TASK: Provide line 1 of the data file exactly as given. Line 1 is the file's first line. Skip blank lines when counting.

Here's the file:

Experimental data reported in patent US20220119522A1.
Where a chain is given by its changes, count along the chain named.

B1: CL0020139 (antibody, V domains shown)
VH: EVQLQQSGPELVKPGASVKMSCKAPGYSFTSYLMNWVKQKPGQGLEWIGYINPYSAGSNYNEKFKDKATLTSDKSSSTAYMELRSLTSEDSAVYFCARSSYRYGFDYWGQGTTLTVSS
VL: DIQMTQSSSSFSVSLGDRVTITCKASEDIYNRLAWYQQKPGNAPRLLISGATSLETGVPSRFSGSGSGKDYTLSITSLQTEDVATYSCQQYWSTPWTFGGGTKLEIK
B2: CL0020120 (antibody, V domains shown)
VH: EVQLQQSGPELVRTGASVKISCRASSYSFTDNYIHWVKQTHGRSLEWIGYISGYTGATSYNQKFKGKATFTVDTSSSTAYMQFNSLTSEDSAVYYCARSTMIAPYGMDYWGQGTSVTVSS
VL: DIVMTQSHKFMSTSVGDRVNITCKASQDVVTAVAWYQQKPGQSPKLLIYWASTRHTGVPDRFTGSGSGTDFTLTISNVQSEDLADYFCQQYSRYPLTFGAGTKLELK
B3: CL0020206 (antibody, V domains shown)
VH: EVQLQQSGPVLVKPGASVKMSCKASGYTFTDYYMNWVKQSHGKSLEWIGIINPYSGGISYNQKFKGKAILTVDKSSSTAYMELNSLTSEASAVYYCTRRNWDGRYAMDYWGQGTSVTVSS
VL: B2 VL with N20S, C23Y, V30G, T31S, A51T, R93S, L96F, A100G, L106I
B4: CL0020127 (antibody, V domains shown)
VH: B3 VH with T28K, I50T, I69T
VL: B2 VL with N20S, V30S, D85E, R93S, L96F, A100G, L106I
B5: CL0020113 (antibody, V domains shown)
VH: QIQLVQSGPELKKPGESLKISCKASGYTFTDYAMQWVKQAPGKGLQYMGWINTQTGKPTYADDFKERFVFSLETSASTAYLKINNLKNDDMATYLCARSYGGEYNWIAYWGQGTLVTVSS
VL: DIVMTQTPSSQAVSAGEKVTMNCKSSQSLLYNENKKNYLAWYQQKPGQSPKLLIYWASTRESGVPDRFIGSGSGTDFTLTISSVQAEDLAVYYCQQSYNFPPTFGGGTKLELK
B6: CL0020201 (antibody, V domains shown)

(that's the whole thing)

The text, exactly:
Experimental data reported in patent US20220119522A1.